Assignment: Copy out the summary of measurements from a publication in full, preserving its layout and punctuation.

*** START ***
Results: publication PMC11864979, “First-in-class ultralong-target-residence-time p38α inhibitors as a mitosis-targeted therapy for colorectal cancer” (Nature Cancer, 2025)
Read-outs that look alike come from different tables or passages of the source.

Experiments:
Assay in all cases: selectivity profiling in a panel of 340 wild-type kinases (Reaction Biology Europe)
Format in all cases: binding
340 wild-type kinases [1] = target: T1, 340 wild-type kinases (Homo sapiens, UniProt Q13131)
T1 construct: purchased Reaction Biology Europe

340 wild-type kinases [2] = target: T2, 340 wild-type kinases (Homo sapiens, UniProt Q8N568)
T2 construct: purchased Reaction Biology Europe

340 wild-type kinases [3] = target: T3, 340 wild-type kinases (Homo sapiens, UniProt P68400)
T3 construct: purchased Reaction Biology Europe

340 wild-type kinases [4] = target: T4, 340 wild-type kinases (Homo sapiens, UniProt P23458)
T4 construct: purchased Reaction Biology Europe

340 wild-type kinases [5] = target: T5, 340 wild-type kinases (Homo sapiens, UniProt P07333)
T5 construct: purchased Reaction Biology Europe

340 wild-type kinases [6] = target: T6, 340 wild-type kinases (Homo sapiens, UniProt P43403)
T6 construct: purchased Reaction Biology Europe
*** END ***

Results: publication PMC11864979, “First-in-class ultralong-target-residence-time p38α inhibitors as a mitosis-targeted therapy for colorectal cancer” (Nature Cancer, 2025)
Read-outs that look alike come from different tables or passages of the source.

Experiments:
Assay in all cases: selectivity profiling in a panel of 340 wild-type kinases (Reaction Biology Europe)
Format in all cases: binding
340 wild-type kinases [1] = target: T1, 340 wild-type kinases (Homo sapiens, UniProt Q13131)
T1 construct: purchased Reaction Biology Europe

340 wild-type kinases [2] = target: T2, 340 wild-type kinases (Homo sapiens, UniProt Q8N568)
T2 construct: purchased Reaction Biology Europe

340 wild-type kinases [3] = target: T3, 340 wild-type kinases (Homo sapiens, UniProt P68400)
T3 construct: purchased Reaction Biology Europe

340 wild-type kinases [4] = target: T4, 340 wild-type kinases (Homo sapiens, UniProt P23458)
T4 construct: purchased Reaction Biology Europe

340 wild-type kinases [5] = target: T5, 340 wild-type kinases (Homo sapiens, UniProt P07333)
T5 construct: purchased Reaction Biology Europe

340 wild-type kinases [6] = target: T6, 340 wild-type kinases (Homo sapiens, UniProt P43403)
T6 construct: purchased Reaction Biology Europe